Keep Dancing - The Benefits
Step it Out!
Dance is great exercise, perfect for getting your kids moving, and increasing their stamina/muscle tone. It is also brilliant for developing co-ordination offering elements of grace and balance and control of the body. This ultimately contributes towards improving posture, flexibility and agility.
I’m in the mood for dancing...
Taking part in a dance class helps children with their musicality as it teaches them how the rhythm of the music and movement work together. Developing this love for music and movement will allow children to express themselves creatively through dance.
1,2,3 … 1,2,3 ...
Learning a dance routine encourages children to focus and therefore develops skills around discipline and dedication. It encourages children to keep practising a move or a series of steps until they get it right.
Lights, Camera, Action - The Benefits of Drama
Drama classes help to develop your child’s imagination through improvisation techniques.
Getting involved in acting allows kids space to express themselves creatively. Allowing them to let off steam through this ‘freedom of expression’ is great way for releasing stress outside of the classroom.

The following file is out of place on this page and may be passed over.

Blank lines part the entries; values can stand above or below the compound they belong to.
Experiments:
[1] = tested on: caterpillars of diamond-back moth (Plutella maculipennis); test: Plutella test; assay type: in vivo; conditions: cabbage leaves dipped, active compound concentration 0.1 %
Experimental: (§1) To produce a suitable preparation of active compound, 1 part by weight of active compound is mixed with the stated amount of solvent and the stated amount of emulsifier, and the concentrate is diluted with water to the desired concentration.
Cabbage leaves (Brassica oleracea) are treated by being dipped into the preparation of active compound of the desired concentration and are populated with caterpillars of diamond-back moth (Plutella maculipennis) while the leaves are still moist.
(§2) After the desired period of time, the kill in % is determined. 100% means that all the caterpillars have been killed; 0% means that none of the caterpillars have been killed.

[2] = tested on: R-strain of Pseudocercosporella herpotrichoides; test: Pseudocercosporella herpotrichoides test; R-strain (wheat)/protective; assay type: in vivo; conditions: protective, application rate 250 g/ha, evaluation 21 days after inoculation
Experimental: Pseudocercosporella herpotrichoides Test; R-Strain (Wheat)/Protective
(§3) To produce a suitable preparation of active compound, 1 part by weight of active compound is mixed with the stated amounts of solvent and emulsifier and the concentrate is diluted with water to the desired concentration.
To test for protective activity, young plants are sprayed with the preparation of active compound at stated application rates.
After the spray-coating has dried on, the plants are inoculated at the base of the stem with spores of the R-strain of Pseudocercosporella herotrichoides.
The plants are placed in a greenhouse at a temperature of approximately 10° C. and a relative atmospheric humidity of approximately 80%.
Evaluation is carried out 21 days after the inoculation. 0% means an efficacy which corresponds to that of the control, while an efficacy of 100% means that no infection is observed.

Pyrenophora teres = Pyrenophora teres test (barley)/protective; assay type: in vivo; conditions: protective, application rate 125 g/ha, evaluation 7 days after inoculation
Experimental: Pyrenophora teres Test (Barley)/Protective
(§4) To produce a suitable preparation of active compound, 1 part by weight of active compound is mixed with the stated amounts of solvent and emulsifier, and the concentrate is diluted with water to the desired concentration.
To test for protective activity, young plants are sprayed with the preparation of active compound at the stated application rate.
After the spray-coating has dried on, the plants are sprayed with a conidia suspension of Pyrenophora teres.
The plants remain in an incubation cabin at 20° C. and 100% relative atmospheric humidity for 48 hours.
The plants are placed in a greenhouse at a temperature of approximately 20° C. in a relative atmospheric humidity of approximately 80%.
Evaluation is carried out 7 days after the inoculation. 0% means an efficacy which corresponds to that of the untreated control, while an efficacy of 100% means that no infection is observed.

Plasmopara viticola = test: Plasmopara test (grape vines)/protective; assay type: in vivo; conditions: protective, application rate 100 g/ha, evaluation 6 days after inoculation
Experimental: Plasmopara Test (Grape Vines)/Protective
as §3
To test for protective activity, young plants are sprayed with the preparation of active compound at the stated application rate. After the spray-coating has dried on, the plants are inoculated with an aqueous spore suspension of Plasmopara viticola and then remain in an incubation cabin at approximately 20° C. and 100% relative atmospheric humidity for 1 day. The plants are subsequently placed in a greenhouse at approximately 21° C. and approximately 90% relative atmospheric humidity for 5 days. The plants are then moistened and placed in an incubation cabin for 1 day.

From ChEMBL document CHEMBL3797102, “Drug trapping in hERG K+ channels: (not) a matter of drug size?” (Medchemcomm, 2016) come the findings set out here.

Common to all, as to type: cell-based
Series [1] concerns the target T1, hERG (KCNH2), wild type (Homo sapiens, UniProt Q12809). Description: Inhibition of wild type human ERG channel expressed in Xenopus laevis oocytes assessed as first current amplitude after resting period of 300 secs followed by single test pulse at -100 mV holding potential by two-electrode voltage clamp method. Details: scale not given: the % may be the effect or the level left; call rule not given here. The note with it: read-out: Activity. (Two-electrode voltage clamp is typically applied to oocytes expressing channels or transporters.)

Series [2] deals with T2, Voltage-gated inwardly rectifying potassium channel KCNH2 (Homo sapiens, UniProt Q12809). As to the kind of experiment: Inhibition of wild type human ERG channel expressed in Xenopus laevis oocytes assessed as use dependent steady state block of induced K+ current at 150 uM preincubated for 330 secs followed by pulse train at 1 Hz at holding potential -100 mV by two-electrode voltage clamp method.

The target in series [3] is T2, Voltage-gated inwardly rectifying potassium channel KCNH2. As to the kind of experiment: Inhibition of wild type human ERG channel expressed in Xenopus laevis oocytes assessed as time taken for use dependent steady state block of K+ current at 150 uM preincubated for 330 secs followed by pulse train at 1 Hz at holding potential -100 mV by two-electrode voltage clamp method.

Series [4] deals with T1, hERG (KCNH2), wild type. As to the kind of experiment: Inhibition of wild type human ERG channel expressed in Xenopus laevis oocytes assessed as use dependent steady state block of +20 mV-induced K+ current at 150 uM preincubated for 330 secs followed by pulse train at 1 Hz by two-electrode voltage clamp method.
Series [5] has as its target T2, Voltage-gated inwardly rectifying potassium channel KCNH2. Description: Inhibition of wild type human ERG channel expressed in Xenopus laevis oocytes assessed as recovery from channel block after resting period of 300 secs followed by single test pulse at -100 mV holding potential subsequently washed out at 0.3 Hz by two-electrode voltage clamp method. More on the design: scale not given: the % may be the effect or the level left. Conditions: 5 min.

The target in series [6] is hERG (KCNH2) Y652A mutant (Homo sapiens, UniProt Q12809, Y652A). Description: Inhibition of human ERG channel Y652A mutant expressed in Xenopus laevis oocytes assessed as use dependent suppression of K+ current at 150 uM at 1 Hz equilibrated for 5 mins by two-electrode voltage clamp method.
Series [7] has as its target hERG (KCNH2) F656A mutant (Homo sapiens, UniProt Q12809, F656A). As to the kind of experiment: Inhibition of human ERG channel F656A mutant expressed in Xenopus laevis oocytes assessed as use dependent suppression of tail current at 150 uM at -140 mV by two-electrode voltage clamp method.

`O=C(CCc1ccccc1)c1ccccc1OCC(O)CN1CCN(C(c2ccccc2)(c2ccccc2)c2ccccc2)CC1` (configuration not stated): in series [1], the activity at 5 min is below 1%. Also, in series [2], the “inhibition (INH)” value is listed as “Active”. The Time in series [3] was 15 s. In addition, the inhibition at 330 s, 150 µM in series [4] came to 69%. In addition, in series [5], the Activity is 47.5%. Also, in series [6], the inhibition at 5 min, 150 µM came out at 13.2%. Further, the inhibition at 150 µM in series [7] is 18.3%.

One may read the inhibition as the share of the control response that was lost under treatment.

All about the confidence
Drama lessons help towards developing children’s confidence and communication skills. These key communication skills will serve a child throughout their entire life. Benefiting them right through in their personal life, from school to work and ultimately building a career. Confidence building of course also helps towards raising a child’s self esteem, which is another positive attribute for their future.
If reading this blog has whet your appetite for seeing a Pantomime this Christmas. Here’s a selection of the top local Pantos taking place this festive season.
Alice in Winterland at the Rose Theatre, Kingston
Featuring professional actors alongside members of the Rose Youth Theatre, the Rose Theatre, Kingston proudly features Alice in Winterland. A dazzling new stage production based on the Lewis Carroll’s classics Alice’s Adventures in Wonderland and Through the Looking Glass. This enchanting show runs from Thursday 7th December until Sunday 7th January
Aladdin at Richmond Theatre
Starring pantomime-legend Christopher Biggins, Aladdin is a high-flying adventure the whole family will love. Packed full of spectacular family entertainment, this production features all the ingredients of the perfect Panto; a wonderful cast and orchestra, comedy, stunning scenery and special effects and of course magnificent costumes. Aladdin runs from Saturday 9th December - Sunday 14th January